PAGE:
By Daire Walsh
As she prepares for her second appearance in a TG4 All-Ireland decider at Croke Park next weekend, Orla Boyle has waxed lyrical about the transformative effect that two members of the Down management team have had on ladies football within the Mourne County.
Just three weeks ago at the same venue, Conor Laverty fell just short in his bid to guide the Down men’s footballers towards a maiden Tailteann Cup title – goals from Ronan Jones and Jack O’Connor helping their opponents Meath to claim the spoils on a 2-13 to 0-14 final scoreline. Eight days from now, his former team-mates Mark Poland and Kevin McKernan will be hoping to go a step further with their female counterparts in the TG4 All-Ireland Junior Football Championship showpiece against Limerick.
Both of these players were starters on the last Down team to reach the Sam Maguire Cup final back in September 2010.
Despite chipping in with a point apiece, Poland (who was replaced by Laverty in the closing stages of the action) and McKernan were on the losing side that day as Cork emerged with the spoils by the slenderest of margins. Yet this passionate duo still have a strong feel for inter-county football and have been working alongside Down LGFA joint-managers Peter Lynch and Caoibhe Sloan as coaches throughout the current campaign.
“Peter and Caoibhe are brilliant, don't get me wrong, but having Mark and Kevin there. Two senior men that have played football in Down for a long time and their names are out there, they’ve definitely got Down ladies on the map in a way,” Boyle acknowledged.
“There’s people now actually talking about us. Before we were a sleeping giant as Mark Poland would always say, but they’ve definitely got us out there. Male footballers now want to actually come and watch Down ladies, which is credit to them boys.”
Following their relegation down to the junior grade at the end of 2022, Down have had their sights set on an automatic return to the TG4 All-Ireland Intermediate Football Championship since the beginning of the year. It is in this second-tier competition that Boyle previously featured for Down at GAA HQ on September 28, 2014.
Lining out at right corner-back, Boyle played her part as the Mourne women convincingly secured the All-Ireland IFC crown with a 6-16 to 1-10 victory over provincial rivals Fermanagh. While Boyle admitted she is embracing the build-up to next weekend’s final a lot more than she did nine years ago, there is an element of that memorable triumph that continues to stick out in her mind.
“The moment that I’ll never forget is the parade around Croke Park. It was like an echo and the goosebumps that were just in your body, it was just unbelievable. Croke Park is like a dream come true, stepping onto the pitch. I do think the parade was a special moment for me, walking around with the team.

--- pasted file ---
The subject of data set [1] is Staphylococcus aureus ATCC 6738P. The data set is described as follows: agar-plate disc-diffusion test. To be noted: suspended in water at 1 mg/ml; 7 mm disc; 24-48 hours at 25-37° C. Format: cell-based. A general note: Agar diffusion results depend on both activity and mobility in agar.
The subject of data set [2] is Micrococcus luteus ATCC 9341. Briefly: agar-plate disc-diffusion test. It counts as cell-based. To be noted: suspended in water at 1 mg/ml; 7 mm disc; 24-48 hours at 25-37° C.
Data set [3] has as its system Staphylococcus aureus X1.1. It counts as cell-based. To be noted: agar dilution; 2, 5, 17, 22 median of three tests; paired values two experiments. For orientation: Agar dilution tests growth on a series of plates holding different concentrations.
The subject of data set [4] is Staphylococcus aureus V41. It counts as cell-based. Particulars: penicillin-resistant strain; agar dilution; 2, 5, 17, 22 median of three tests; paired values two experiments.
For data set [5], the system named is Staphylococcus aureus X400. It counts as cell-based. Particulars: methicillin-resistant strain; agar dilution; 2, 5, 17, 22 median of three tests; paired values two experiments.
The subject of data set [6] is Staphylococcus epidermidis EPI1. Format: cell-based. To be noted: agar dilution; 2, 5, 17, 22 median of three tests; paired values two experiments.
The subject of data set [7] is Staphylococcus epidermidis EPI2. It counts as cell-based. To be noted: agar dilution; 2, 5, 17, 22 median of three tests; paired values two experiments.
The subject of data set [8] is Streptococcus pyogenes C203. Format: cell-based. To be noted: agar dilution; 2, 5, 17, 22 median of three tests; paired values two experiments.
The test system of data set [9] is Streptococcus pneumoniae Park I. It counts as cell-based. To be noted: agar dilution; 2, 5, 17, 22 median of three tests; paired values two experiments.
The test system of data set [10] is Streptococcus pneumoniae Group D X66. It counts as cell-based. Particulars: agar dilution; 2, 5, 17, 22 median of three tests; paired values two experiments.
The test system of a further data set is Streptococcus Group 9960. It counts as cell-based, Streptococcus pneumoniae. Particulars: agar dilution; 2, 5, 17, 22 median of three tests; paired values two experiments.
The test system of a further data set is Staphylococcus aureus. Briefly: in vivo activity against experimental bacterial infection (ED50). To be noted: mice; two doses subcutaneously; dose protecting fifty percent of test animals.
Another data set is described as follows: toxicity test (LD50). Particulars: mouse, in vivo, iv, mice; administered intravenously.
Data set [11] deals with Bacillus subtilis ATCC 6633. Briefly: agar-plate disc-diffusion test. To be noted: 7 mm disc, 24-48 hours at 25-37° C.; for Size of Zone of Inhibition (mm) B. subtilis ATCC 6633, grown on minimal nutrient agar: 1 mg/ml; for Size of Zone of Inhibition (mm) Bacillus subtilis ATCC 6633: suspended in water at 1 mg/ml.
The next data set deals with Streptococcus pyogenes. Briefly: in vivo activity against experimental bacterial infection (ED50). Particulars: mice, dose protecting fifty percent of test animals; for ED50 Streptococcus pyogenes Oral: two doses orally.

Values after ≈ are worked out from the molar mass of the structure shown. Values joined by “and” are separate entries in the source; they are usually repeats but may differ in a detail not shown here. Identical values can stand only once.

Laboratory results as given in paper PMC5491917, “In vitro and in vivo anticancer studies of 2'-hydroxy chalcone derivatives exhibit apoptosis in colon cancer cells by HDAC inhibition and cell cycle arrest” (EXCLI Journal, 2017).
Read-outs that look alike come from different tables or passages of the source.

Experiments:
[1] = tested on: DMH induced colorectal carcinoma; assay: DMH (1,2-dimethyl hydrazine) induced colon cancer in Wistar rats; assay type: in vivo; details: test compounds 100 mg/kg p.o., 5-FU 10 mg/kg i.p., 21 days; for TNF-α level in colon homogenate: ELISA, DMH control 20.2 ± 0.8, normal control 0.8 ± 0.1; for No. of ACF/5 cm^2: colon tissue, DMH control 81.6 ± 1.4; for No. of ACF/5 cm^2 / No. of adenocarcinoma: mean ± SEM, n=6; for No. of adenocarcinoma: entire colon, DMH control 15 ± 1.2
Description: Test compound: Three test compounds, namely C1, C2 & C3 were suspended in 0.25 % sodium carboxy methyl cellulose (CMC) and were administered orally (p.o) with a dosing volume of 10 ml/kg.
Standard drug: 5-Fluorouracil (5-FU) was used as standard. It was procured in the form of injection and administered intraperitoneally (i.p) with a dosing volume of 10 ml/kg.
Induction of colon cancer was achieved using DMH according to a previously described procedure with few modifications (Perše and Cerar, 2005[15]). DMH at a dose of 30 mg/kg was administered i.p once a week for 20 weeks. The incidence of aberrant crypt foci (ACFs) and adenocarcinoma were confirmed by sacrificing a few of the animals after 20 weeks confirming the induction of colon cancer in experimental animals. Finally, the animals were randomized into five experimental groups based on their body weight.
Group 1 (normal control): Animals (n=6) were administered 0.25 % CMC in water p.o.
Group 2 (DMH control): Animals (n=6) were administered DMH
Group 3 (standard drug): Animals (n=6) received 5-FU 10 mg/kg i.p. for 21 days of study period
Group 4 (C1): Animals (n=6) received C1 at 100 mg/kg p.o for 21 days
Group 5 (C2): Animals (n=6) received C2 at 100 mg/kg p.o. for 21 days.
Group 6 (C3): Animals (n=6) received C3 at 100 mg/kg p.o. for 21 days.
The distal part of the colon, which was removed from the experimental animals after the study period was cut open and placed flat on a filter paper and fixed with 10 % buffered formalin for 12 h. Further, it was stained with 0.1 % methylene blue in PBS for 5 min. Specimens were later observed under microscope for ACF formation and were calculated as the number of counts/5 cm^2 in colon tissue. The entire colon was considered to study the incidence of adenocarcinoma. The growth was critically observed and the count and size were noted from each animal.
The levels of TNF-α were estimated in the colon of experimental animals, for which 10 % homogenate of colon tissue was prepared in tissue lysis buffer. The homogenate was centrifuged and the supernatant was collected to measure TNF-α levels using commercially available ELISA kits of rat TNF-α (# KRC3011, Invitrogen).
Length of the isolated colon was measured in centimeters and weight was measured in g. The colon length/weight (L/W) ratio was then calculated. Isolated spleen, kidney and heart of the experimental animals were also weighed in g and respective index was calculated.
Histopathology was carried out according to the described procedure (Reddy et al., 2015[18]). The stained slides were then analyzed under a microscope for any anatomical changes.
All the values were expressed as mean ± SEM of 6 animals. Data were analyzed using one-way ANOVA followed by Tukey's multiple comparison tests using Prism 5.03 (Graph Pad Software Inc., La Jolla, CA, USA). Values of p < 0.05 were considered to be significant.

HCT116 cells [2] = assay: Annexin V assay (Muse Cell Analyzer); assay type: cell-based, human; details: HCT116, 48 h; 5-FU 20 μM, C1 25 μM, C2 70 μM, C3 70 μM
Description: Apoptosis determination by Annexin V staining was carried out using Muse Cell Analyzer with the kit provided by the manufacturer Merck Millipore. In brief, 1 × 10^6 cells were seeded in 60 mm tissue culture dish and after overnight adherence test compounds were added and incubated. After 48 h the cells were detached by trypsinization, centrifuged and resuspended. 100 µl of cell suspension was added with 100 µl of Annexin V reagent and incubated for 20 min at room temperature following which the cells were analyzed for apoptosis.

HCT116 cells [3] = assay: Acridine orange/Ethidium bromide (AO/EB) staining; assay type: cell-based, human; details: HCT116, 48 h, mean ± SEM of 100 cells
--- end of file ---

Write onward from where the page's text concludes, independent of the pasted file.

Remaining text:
“I was fortunate to start corner-back that year at the age of 20. I was very young, but if I’m being totally honest, I don’t think I appreciated the build-up as much as I do this year. Maybe it’s an age thing, I don’t know. I just know now that they don’t come around often. We have to grab our chance while we can.
“We’re delighted to be in the final. It’s always a good day to be running out in Croke Park. It’s not something everyone gets to do and in our squad it’s probably the first time for many, to be fair. It’s everyone’s dream when you're a young age.”
Although there was a strong spread of scorers throughout the Down side in the 2014 final, it was the contribution of Kyla Trainor that really stood out for the winners of the game.
Introduced off the bench with 20 minutes gone in the contest, she proceeded to amass an impressive personal haul of 2-4. Having idolised Trainor when she was growing up, Boyle was pleased to be able to share in a county success with her RGU Downpatrick club-mate.
“I was lucky to play alongside her for club and county. When I got yellow carded in the final against Fermanagh in Croke Park, she was the first person over to me. When we went out for the second half, she was tapping me on the shoulder and she was like ‘Orla, forget about it, we have to go again.’
“Kyla is probably one of the smartest and most talented footballers I’ve ever seen. She has an ability to win games herself, but equally has the ability to bring other players on. She was a big help that year and has been a big help throughout my football career.”
With the exception of a brief dalliance with Irish dancing (“I was told I was heavy on my feet!”), Gaelic football has dominated Boyle’s life since her childhood. Indeed, as she illustrates, her passion for the sport has even extended into her professional career.
“Away from football, ironically football is still a big part of my life as a teaching assistant in Our Lady and St Patrick Primary School. The children are absolutely mad for football. I spend most of my time coaching the after school teams and taking PE in the school.
“I coach some of the underage teams in my club at the minute and on our summer holidays when the schools are closed, I would do wee summer camps around the Gaelic clubs in Downpatrick.”
Given it was only last month that they overcame Limerick in Group A of the TG4 All-Ireland JFC at Newcastle West, Down will believe that another win over Graham Shine’s Munster outfit is well within their grasp next weekend. However, speaking as one of the more experienced members of the squad, Boyle recognises that nothing can be taken for granted in a national decider.
“Limerick are a first class team and have serious strength. They were probably one of the hardest teams we played with their physicality coming through the middle. We’ll have to be at our best to get over the line, but that is what you want to be doing. You want to be coming up against the best,” Boyle added.Tweet